“The Colossus of Rhodes” redirects here. ... Theseus (Greek ) was a legendary king of Athens, son of Aethra, and fathered by Aegeus and Poseidon, with whom Aethra lay in one night (By some accounts, this was presented as a rape). ... For other uses, see Barbarian (disambiguation). ... Look up king in Wiktionary, the free dictionary. ... God of War is a video game for the Sony PlayStation 2 console released on March 22, 2005. ... Heracles and threatened Cerberus, Attic black-figure neck-amphora, ca. ... This article is about the hero from Greek mythology. ... The Argo, by Lorenzo Costa In Greek mythology, the Argonauts (Ancient Greek: ) were a band of heroes who, in the years before the Trojan War, accompanied Jason to Colchis in his quest for the Golden Fleece. ... Jason returns with the golden Fleece on an Apulian red-figure calyx krater, ca. ... Euryale as depicted in God of War II. Euryale (far-roaming), in Greek mythology, was one of the immortal Gorgons, three vicious sisters with brass hands, sharp fangs, and hair of living, venomous snakes. ... For other uses, see Medusa (disambiguation). ... God of War is a video game for the Sony PlayStation 2 console released on March 22, 2005. ... Perseus with the head of Medusa, by Antonio Canova, completed 1801 (Vatican Museums) Perseus, Perseos, or Perseas (Greek: Περσεύς, Περσέως, Περσέας), the legendary founder of Mycenae and of the Perseid dynasty there, was the first of the mythic heroes of Greek mythology whose exploits in defeating various archaic monsters provided the founding myths... See Andromeda (disambiguation) for other uses of Andromeda. Andromeda Chained to the Rock by the Nereids (1840) Théodore Chassériau, Louvre Andromeda was a Greek mythological figure who was chained to a rock to be eaten by a sea monster and was saved by Perseus, whom she later married. ... For other uses, see Icarus (disambiguation). ... The hoplite was a heavy infantryman that was the central focus of warfare in Ancient Greece. ... For other uses, see Kraken (disambiguation). ... In Greek mythology, the white-robed Moirae or Moerae (Greek Μοίραι – the Apportioners, often called the Fates) were the personifications of destiny (Roman equivalent: Parcae, sparing ones, or Fatae; also equivalent to the Germanic Norns). ... In Greek mythology, Lachesis was the second of the Three Fates, or Moirae. ... Atropos is also a British entomological journal - see Atropos (journal). ... In Greek mythology, Clotho or Klotho, the Greek word Κλωθώ for spinner, was the youngest of the Moirae (the Fates). ... For other uses, see Zeus (disambiguation). ...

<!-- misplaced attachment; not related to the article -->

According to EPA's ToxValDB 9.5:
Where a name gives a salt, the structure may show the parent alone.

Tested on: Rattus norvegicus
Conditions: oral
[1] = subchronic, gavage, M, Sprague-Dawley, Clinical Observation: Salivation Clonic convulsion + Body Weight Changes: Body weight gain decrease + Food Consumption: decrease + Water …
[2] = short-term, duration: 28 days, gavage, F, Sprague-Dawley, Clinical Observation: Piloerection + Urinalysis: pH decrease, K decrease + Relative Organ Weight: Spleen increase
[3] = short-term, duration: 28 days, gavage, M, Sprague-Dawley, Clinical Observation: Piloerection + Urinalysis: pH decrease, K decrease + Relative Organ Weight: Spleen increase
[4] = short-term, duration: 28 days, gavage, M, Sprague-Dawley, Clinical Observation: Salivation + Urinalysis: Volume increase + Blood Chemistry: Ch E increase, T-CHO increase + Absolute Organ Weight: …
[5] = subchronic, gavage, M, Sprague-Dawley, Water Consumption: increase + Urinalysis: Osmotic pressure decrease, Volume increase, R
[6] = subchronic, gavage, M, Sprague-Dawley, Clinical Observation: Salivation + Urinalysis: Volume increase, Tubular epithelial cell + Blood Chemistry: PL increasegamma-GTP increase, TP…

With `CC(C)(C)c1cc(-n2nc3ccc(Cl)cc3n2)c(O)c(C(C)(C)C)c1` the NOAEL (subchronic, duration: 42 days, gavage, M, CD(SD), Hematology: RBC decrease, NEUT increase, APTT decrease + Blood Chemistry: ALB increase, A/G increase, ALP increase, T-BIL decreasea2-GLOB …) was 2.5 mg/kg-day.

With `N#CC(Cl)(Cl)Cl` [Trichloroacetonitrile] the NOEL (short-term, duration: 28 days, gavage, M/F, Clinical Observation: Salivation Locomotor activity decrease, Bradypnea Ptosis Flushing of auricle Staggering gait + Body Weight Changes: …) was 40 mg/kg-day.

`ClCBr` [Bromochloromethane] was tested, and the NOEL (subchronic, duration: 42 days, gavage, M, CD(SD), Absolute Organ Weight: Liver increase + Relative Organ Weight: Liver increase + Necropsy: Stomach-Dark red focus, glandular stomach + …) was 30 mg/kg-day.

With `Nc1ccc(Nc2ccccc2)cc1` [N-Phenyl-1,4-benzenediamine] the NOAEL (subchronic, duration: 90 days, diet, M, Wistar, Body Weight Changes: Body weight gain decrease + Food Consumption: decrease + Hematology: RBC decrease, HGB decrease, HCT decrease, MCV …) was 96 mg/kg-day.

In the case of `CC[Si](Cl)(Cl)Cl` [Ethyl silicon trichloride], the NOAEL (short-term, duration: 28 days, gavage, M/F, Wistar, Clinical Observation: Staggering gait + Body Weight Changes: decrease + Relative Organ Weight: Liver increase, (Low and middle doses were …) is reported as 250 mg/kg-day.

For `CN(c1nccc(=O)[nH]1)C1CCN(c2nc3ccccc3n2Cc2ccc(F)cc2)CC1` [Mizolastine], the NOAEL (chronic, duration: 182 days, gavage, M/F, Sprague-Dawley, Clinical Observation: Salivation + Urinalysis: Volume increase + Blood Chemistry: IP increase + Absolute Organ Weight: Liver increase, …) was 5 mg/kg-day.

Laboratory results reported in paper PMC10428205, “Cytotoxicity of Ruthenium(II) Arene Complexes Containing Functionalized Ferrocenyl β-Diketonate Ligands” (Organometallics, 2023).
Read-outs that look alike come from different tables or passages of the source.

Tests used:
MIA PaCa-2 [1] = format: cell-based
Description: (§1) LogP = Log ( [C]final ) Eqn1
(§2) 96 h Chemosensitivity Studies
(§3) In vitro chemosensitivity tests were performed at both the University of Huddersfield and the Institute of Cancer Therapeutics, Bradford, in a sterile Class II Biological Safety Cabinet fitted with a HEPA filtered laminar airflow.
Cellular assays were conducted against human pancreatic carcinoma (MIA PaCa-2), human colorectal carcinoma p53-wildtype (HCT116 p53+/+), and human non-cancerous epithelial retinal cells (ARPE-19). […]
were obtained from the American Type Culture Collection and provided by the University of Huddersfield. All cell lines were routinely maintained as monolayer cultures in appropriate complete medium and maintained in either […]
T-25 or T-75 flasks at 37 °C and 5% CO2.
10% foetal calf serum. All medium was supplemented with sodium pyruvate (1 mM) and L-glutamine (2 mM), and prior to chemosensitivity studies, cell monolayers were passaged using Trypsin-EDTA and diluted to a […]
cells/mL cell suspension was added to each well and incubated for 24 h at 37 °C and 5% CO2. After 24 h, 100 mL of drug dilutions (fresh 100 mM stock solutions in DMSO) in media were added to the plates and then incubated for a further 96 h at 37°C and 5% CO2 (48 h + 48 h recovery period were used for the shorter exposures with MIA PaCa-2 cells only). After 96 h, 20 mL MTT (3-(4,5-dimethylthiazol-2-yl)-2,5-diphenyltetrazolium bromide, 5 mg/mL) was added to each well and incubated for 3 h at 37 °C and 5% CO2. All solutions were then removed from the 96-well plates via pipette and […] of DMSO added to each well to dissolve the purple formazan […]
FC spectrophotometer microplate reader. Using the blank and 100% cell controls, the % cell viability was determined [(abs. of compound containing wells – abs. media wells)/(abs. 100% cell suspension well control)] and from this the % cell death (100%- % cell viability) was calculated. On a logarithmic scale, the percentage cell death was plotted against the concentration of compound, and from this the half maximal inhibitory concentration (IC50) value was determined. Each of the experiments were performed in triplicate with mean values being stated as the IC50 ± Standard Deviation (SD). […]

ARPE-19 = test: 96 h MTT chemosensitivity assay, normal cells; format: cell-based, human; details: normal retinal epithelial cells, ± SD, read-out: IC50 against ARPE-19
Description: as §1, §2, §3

Items and abilities

Weapons

Kratos' main weapon is Athena's Blades, bestowed on him by the goddess Athena. They function as the same weapon as the Blades of Chaos, but these were given to Kratos as he ascends to Godhood by Athena, and after Ares had taken the Blades of Chaos from Kratos during the final battle. During the game, Kratos also gains the Barbarian Hammer (a slow but powerful close combat weapon originally wielded by the Barbarian King), the Spear of Destiny (a fast weapon with piercing attacks originally used by the Dark Rider), and the Blade of Olympus (a divine sword so powerful it was the blade that allowed Zeus to defeat the Titans.) Each weapon can be powered up with experience orbs to increase their power and add new attacks. However, the Blade of Olympus, normally a weapon provided solely by plot developments, can only be used via Bonus Play, during the fight with the Colossus, and when fighting Zeus in the last bit of gameplay. For other uses, see Athena (disambiguation). ... This article is about the ancient Greek god; for other uses, see Ares (disambiguation). ... It has been suggested that this article or section be merged with Holy Lance. ... This article refers to a mountain in Greece. ... For other uses, see Zeus (disambiguation). ...